Securing the Global Trade Market
- By Ralph C. Jensen
- Mar 01, 2012
One of the most powerful economic engines in
the United States is global economic growth.
Advances in communication technology,
trade barriers and production cost reductions have
furthered global capital markets and provided new
In January, the White House announced a national
strategy for global supply chain security, an initiative
to strengthen global economic opportunities and protect
the welfare and interests of the United States.
The focus of this strategy is aimed at the worldwide
network of transportation, postal and shipping lanes,
assets and infrastructures throughout the chain.
One of the two goals set is to promote the efficient
and secure movement of goods. This means promoting
the timely, effective flow of legitimate commerce
while protecting and securing the supply chain from
exploitation and its vulnerability to disruption.
The White House suggested that to achieve this
goal there would have to be an enhancement of the
integrity of goods as they move through the global
supply chain so that threats could be understood and
resolved early on. This means strengthening the security
of physical infrastructures, conveyances and information
assets as trade is maximized through modernizing
supply chain infrastructures and processes.
Secondly, there is a strategy to foster a global supply
chain system that can withstand evolving threats
and hazards and recover from disruptions. This means
action on the part of state, local, tribal and territorial
governments, as well as the private sector and international
communities. It also means managing risk by
identification, assessing and prioritizing efforts by using
layered defenses and adapting a security posture
according to changing operational environments.
The true goal of the global supply chain will support
innovation and prosperity by securely and reliably
moving goods throughout the United States and
worldwide in a timely manner. This means protection
of the current system’s continuity and building for the
future with cost-effective measures.
The federal government will have to resolve threats
early so the flow of commerce is not jeopardized, and
it will have to do so by implementing security processes
into supply chain operations so that concerns can
be resolved as quickly as possible.
It also will be important to improve verification
and detection capabilities to identify goods that are
not what they appear to be and ensure they are not
contaminated or prohibited. This will prevent cargo
from being compromised or misdirected as it moves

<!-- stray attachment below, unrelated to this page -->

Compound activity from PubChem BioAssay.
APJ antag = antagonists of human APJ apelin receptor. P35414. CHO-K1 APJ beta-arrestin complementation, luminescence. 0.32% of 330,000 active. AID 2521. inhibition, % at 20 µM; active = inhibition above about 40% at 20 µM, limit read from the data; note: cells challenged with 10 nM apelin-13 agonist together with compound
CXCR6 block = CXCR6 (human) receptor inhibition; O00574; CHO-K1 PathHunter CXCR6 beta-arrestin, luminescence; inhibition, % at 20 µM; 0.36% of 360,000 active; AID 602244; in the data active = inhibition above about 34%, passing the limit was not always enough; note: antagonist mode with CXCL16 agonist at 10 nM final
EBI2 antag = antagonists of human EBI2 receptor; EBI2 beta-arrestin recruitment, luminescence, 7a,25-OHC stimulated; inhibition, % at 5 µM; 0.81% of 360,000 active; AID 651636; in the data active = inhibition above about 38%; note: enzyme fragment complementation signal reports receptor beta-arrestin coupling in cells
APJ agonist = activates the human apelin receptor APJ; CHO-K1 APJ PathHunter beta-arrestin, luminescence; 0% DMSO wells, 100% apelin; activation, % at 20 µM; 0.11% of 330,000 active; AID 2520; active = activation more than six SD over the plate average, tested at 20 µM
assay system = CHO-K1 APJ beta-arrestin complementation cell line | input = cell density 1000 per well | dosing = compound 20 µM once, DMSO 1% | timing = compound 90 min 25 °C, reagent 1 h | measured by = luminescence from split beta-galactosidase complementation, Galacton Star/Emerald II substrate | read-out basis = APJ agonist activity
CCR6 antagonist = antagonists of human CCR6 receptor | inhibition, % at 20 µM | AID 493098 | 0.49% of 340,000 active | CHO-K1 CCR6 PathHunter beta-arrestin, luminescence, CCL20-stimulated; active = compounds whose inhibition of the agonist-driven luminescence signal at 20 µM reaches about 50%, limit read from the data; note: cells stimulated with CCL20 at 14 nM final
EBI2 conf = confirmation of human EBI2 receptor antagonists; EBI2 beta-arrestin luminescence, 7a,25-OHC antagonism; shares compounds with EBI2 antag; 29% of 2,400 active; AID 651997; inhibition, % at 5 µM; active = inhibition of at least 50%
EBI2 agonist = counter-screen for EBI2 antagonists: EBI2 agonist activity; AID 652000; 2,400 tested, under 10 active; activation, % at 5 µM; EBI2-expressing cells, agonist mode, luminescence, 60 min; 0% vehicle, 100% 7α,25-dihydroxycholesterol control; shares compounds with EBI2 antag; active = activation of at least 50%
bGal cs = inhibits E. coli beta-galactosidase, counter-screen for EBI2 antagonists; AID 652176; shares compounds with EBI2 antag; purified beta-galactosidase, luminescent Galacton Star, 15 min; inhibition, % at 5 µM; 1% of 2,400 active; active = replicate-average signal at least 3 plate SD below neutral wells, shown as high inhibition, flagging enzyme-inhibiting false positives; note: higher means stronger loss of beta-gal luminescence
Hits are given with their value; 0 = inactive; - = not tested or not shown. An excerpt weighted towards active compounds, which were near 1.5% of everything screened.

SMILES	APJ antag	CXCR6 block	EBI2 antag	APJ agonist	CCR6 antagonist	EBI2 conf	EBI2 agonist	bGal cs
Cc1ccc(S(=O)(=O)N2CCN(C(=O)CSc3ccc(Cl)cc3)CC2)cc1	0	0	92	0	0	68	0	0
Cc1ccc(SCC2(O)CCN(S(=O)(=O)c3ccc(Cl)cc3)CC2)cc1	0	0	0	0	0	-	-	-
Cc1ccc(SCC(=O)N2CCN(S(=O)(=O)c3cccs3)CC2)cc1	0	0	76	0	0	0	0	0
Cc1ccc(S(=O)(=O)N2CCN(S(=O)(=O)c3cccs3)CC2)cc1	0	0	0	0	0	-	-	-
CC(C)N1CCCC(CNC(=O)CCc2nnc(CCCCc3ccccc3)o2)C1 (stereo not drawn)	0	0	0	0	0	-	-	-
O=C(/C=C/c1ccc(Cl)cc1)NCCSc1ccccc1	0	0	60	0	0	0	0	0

through the system.
Also important will be the enhancement of security
infrastructure and conveyances, which will protect
the supply chain and critical nodes. This will limit access
to cargo, infrastructure, conveyances and information
to those with legitimate and relevant roles and
A secure global supply chain will maximize the
flow of legitimate trade and modernize the supply
chain infrastructure and processes to meet future
market opportunities and help develop new mechanisms
to facilitate low-risk cargo. It also simplifies
trade compliance processes and refines incentives to
encourage enhanced stakeholder collaboration.
Galvanizing action is threefold:
- Integrate federal efforts by funding smarter and
more cost-effective ways to address security threats
and maximize resources and expertise from across
the government. The White House plans to improve
initiatives throughout the government by developing
similar requirements, streamlining processes
and enhancing information-sharing practices.
- Foster an all-of-nation approach to leverage critical
roles played by state, local, tribal and territorial
governments and private sector partners in
strengthening supply chains. The government will
manage the seams between its activities and federal
efforts by empowering stakeholders to contribute
to the mission. This also will develop a culture of
mutual interest and shared responsibility.
- Thinking globally will enhance the coordination
with the international community and foreign
stakeholders who also have key supply chain roles
and responsibilities. The global supply chain transcends
national borders and federal jurisdiction;
therefore, global standards need to be developed
and implemented to strengthen detection, interdiction
and information sharing capabilities, and
promote end-to-end supply chain security efforts
within the international community.
In order to make this work expeditiously, the global
supply chain will need the support of innovation.
This will lead to prosperity by securely and reliably
moving goods and services within domestic borders
and around the world. Partners will be able to stand
together, which also stands as a warning to adversaries
that the government’s efforts to strengthen this system
will continue. There is a solid foundation in place,
and the strategy for global supply chain security will
be an ongoing part of future supply efforts.
The threat of natural disasters remains, and the
global supply chain and its components continue to
be an attractive target for terrorist attacks as well as
criminal exploitation, but the security of U.S. citizens
is paramount while the nation goes about the
business of promoting economic growth in a competitive
This article originally appeared in the March 2012 issue of Security Today.